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The main topic of "My Financial Career" is a confession of Leacock's phobia about banks. This humorous essay is one of his most popular pieces because many of his readers share his fear of big, imposing institutions. Banks in Leacock's time were more intimidating places than most of them are today. In fact, it is possible to do most banking without ever entering a bank. But Leacock picks out the aspects of the old-fashioned bank that were most intimidating. They had thick stone walls, high ceilings, uniformed and armed guards, bars separating tellers from customers, and imposing vaults with incredibly thick steel doors. The men and women handling all that money were deadly serious and also suspicious of any stranger. Leacock seems to have been most intimidated by the people in the bank. No doubt Leacock received many penetrating looks when he first went in to open his modest account. As with most humor and comedy, we laugh at him because we are really laughing at ourselves.
When I go into a bank I get rattled. The clerks rattle me; the wickets rattle me; the sight of the money rattles me; everything rattles me.
After his interview with the manager, Leacock rose to leave the office.
A big iron door stood open at the side of the room.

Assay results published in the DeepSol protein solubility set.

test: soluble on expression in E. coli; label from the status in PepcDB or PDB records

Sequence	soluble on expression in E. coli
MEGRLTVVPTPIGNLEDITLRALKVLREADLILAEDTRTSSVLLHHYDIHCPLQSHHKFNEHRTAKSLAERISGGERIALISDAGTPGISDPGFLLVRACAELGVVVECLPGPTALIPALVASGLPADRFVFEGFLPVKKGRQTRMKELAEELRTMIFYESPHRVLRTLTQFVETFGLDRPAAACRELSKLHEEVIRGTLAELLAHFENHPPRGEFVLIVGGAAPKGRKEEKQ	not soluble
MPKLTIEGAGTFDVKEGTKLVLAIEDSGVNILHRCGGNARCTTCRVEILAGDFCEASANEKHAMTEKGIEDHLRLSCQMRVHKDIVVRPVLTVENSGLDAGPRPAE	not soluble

"Good morning," I said, and stepped into the safe.
"Come out," said the manager coldly, and showed me the other way.
Leacock wrote excellent and very readable biographies of Charles Dickens and Mark Twain. He must have been influenced by the humor pieces in which Mark Twain confesses some of his own foibles and idiosyncracies. One of his best is about his feelings about barber shops. Another is about how he allowed a traveling salesman to put so many lightning rods and metal coils around his house that the big Victorian building attracted every bolt of lignting in the county. Another very funny essay by Mark Twain deals with how he couldn't get a ridiculous little jingle out of his mind until he passed it on to a friend, who was then stuck with it himself.
Leacock's humor, like Mark Twain's, is built on exaggeration. Leacock's style is unpretentious, personal, friendly, and informal like that of Mark Twain. Notice how short all of the paragraphs are in "My Financial Career." Such short paragraphs and short sentences have eye-appeal.
Leacock was an extremely popular writer at one time, both in Canada and the United States. He ranked with Robert Benchley and James Thurber as a popular humorist. He is not so well remembered today. But humor essays can become dated quickly.
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